David Henderson laughed as the cadaverous witch danced before him. The person—actor or actress or just-out-for-dress-up-fun person—was really magnificent. The costume was tight and black, with some kind of extra piece flowing around the body. The hat was big and black and pointed. The face… The face was the best. Green and mottled, with a huge hooked nose. And the eyes burned in a mixture of red and gold. Fantastic!
Annoying, though. David knew that the house just outside the French Quarter off Frenchmen Street was occupied that night only by one person, the old man who had owned it for years and years. His family had recently refurbished the home, which had been in a sorry state since the devastation of Katrina. But now, the old man’s Wall Street son-in-law had been pouring money by the gallon into the place. It was prime for picking.
Or, in David’s case, prime for the robbing.
And if the old man gave him any trouble?
That’s why Tink Aldridge was working with him.
Tink wasn’t against violence in any form. They wouldn’t set out to kill the old guy. He was just old. But if he got in the way…
Maybe he wouldn’t. David was no sadist. Maybe Tink was, just a little bit. Didn’t matter. There were riches to be had in that place, and David—who delivered pizza to the house—happened to know that the old man’s daughter, son-in-law, and their little brat-boy were gone for the week. Back to New York City to take care of some business there. It was a good thing to be able to hang around and smile and wait patiently for the few dollars they scrambled for to pay for their pizza. It gave him time to learn those little tidbits.
And figure out how to rob the family dry.
“Sacrifice, son. Sacrifice,” the witch cackled.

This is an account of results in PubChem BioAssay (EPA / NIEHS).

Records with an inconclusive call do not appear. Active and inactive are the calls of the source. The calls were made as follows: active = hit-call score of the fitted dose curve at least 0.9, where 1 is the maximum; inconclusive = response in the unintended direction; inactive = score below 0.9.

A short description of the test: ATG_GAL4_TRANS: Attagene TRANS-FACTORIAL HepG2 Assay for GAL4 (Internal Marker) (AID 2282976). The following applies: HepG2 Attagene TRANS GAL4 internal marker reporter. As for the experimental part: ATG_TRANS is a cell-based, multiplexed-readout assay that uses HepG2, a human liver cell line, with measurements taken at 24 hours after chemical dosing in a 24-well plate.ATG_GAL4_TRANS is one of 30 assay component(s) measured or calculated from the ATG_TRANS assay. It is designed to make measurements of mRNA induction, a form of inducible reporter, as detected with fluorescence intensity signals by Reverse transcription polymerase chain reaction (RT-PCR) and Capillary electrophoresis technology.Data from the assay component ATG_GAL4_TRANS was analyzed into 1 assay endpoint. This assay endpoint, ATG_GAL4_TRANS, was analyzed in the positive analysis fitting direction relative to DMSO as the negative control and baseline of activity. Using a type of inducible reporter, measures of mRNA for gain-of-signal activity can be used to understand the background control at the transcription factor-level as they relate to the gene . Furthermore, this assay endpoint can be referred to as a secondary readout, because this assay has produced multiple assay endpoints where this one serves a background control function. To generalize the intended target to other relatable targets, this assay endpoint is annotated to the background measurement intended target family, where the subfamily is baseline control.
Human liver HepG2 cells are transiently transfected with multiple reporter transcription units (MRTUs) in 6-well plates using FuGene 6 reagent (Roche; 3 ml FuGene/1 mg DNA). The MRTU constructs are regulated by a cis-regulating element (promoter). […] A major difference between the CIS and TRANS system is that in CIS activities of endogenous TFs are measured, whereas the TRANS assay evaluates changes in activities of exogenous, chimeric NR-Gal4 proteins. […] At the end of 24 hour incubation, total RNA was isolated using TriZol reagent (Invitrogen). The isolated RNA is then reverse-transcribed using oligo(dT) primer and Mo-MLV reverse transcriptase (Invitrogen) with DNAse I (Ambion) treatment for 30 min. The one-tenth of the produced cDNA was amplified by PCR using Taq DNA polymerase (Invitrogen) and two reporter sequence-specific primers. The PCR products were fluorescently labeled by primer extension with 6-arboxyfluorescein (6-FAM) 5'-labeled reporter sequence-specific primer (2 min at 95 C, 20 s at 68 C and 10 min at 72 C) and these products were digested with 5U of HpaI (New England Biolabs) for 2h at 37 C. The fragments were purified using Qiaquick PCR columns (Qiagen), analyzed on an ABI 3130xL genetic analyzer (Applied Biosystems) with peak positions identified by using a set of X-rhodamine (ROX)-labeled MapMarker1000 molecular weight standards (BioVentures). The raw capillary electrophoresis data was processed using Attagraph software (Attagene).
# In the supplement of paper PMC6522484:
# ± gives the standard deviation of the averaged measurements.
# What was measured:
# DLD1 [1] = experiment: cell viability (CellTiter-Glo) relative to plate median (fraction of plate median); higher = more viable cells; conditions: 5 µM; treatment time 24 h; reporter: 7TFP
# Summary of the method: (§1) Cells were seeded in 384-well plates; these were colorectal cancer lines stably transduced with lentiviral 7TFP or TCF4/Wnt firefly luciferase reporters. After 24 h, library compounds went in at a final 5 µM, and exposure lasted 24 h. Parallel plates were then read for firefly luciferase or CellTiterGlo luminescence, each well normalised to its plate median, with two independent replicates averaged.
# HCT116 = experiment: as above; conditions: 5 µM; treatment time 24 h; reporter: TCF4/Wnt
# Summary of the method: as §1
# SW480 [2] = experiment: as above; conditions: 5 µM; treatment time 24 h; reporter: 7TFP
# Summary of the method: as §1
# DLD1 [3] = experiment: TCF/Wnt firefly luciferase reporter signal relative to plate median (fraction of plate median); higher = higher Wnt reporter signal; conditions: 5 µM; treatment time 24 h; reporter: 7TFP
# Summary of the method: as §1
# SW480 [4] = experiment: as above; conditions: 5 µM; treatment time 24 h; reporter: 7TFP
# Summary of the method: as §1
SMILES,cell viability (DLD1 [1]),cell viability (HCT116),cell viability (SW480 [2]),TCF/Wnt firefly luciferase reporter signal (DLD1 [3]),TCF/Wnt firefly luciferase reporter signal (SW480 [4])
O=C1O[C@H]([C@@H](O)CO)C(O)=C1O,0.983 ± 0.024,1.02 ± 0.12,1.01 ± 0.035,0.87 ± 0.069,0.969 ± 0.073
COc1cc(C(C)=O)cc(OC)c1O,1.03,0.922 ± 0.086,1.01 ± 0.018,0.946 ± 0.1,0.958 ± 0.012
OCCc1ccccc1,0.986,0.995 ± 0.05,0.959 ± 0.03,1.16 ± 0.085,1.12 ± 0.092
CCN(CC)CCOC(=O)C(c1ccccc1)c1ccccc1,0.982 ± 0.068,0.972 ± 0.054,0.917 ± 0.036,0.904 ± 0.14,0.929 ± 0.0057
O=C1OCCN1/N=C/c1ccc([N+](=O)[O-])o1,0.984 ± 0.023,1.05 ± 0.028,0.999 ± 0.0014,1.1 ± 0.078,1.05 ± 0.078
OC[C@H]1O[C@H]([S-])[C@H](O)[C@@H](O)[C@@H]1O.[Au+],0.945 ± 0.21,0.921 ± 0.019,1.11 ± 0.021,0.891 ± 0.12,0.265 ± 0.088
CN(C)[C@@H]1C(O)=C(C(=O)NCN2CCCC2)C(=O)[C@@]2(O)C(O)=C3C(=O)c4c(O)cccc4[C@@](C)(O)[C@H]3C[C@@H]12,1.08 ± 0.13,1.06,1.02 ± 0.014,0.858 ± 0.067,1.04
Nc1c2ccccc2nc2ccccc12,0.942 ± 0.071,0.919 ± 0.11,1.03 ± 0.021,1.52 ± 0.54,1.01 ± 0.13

She shook her broomstick at him, like something out of a bad horror movie.
He was thinking it was too bad he didn’t have a pup with him so she could cry out she’d get his little dog, too.
“What the hell?”
David realized Tink had arrived. They’d made a point of meeting here, just off Frenchmen. While the pulse that came from the many music venues on Frenchmen Street was loud, here the sound was muffled—and the street usually deserted.
“It’s a witch,” David said, looking at Tink.
It was good Tink was here. He was a frigging giant. Six-five, built like brick. Nice for him—since he did have his sadistic tendencies. Good for David tonight. No one messed with Tink. Not for long.
“It’s an ass,” Tink said dryly. He pointed. “Being joined by other asses.”
And Tink was right. Two more witches had appeared. They were identical—down to the tips of their black hats and the curve of their giant noses—and red and gold, evilly gleaming eyes.
They swayed for a moment and then stood dead still, staring at Tink and David.
“Bunch of jerks. Get off this sidewalk—or I’ll wipe the old gum off it with your noses,” Tink said.
The witches stared at them for a second and then began to cackle. Tink shook his head. He called out a number more names—“cunts” was among his more colorful—and then started to stride over to them.
The first witch stepped out from the group.
Tink headed straight for her.